For those still unsatisfied with the current state of affairs at Twitter – particularly conservatives incensed at shadowbanning and all the rest of its issues – Alex Griswold has a fascinating essay at the Free Beacon this week. Titled, “You Can’t ‘Fix’ Twitter Without Breaking Twitter,” Griswold argues that the fundamental design of such a social media platform has inherent limitations on what you can expect from it. Twitter can give you most of what you probably want out of such a social engagement tool, but not everything.

I find myself agreeing with his starting point, if not all of his conclusions. The author does an excellent job in quantifying the three things you may want most from Twitter but correctly points out that the nature of the beast means you can probably only ever have two of them simultaneously.

There are three separate things the larger Twitter user base demands from the company:

– the ability to send messages out to the entire world
– the ability to interact with fellow users
– the ability to send messages without the fear of toxic responses

The problem is it’s basically impossible to guarantee all three at once. Call it the “Twitter impossibility theorem,” to ape Kenneth Arrow. You can have an open Twitter, you can have an interactive Twitter, and you can have a troll-free Twitter, but it is basically impossible to have all three. One of the demands must be dropped.

That much is true. Twitter comes with certain tools and features which allow you to customize your experience. In default mode, you can broadcast to anyone who comes across your tweets and try to build an increasingly large audience to participate in and even influence the national (or global) discussion. Doing so will provide you with plenty of interaction, but a lot of it won’t be positive.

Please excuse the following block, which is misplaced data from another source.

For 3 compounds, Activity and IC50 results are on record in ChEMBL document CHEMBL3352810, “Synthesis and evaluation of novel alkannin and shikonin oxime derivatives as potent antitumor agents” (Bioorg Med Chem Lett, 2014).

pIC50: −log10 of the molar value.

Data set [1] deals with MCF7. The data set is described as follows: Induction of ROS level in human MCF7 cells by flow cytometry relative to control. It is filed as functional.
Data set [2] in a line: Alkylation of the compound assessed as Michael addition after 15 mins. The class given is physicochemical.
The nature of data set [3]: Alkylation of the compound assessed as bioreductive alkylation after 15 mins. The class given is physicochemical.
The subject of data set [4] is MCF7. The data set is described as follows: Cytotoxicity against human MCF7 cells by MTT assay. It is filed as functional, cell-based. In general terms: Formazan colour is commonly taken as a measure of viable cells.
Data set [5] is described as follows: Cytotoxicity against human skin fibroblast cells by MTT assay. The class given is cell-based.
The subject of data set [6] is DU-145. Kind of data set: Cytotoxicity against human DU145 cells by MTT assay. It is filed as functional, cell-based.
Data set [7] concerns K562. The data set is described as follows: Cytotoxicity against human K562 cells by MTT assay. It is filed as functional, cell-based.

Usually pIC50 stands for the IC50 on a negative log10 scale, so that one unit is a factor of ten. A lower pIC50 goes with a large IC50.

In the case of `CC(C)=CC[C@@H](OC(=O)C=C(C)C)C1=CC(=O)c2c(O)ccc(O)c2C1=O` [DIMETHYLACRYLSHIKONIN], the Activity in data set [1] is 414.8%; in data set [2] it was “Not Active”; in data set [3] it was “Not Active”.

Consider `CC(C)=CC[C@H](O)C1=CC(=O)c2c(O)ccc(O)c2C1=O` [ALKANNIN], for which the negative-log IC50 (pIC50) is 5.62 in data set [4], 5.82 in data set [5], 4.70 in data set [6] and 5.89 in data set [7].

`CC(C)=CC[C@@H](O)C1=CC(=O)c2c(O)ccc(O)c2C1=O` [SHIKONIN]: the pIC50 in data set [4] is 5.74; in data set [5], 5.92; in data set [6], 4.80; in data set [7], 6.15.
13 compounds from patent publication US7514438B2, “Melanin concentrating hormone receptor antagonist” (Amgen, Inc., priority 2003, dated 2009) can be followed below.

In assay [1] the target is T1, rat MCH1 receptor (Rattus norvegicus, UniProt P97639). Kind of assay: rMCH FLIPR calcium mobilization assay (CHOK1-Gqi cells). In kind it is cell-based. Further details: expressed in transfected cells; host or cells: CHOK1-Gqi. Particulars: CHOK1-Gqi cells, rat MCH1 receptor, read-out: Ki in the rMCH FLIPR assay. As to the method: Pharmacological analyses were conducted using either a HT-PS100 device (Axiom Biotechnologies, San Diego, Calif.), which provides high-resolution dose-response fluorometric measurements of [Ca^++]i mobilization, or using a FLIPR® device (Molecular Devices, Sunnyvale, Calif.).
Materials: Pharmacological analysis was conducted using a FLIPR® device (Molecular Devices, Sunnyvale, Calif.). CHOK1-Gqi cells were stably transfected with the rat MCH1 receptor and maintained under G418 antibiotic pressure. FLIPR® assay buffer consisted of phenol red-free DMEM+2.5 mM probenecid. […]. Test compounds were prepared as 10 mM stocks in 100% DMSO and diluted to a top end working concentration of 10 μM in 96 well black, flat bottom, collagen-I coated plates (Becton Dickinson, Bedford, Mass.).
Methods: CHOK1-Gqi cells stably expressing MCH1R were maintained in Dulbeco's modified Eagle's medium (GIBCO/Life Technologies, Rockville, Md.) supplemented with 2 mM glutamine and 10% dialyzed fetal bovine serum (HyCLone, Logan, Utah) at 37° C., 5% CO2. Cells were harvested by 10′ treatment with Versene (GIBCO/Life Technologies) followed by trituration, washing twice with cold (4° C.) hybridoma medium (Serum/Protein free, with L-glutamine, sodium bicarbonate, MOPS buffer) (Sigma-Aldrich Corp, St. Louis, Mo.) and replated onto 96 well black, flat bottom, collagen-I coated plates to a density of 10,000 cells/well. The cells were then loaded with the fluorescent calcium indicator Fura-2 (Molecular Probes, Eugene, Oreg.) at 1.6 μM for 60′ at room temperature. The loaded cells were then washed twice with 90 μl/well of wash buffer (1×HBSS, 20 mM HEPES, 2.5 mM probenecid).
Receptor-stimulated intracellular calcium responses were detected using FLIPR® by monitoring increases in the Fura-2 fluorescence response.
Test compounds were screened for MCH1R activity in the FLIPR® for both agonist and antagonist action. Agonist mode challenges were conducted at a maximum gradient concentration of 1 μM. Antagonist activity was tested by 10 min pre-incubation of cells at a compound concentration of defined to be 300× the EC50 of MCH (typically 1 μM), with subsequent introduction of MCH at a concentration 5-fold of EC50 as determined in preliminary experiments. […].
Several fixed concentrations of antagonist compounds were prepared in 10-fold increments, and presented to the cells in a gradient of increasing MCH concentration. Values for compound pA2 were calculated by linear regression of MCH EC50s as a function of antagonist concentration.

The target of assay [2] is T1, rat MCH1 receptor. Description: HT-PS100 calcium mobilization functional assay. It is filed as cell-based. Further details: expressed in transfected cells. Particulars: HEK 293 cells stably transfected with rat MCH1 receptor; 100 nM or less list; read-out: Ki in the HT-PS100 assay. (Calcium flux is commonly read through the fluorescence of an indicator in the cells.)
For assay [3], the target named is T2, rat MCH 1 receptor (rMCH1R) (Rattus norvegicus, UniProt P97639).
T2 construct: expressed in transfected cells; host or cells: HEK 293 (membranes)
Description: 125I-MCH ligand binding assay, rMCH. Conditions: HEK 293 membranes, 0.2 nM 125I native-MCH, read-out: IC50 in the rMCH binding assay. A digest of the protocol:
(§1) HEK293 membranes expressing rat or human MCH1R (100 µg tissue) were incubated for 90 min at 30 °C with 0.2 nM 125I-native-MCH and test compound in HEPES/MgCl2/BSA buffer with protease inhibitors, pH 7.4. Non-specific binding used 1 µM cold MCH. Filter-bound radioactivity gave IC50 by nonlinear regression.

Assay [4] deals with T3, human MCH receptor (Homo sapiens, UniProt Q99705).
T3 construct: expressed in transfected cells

If you want to limit the “toxic responses” you can do that as well. Set your status to private and only engage with those you choose to chat with. The trolls are gone, but so too is your opportunity to grow your audience and broadly engage. Or, you can broadcast to everyone but simply block off all responses. Then you have the (possible) reach and not trolls, but you lose the broad interaction entirely.

We’ve already seen what happens when we demand that Twitter eliminate the “toxic responses.” That puts them in the position of not only policing but defining what qualifies as “hate speech.” And if you’re a conservative you’re going to get hit with the ban hammer at a vastly higher frequency than liberals.

So what do we do? While I doubt most will go along with it, the only pure answer to this conundrum is to ask Jack Dorsey to do what he should have been doing all along. That is… almost nothing. Twitter should be monitoring for and responding to reports of actual criminal activity, death threats, child trafficking and such. Those accounts should be reported to law enforcement and could be suspended while a legal investigation takes place. But beyond that, it should never have been Twitter’s job (or that of Facebook, Reddit, Instagram or the rest) to act as our hall monitor.

As I’ve said here before, Twitter is basically a dormitory corkboard, only expanded to a global scale. When somebody posts something nasty (but not illegal) on it, that’s entirely the fault of the person who posted it, not the manufacturer of the corkboard. If you can’t handle seeing unpleasant comments, don’t look at the board. This analogy works on a few levels because the real arbiters of social media “success” should be the user community. You can’t tear the notes down off the board, but if enough users ignore, block or mute the trolls, they will wither. The only reason they gain any serious traction is that one side or the other actually wants them to troll their adversaries.

In that sense, Twitter is precisely what we make of it, for better or worse. It’s not Jack’s fault if despicable cretins open up accounts and begin spewing filth. He just put the corkboard up on the wall. When we asked Jack to step in and “fix” the “hate speech” problem we handed him the keys to censor free speech. The results speak for themselves. So there was never really any need to “fix” Twitter or risk “breaking” it. The platform works pretty well for all intents and purposes. The only thing that’s broken is the user base.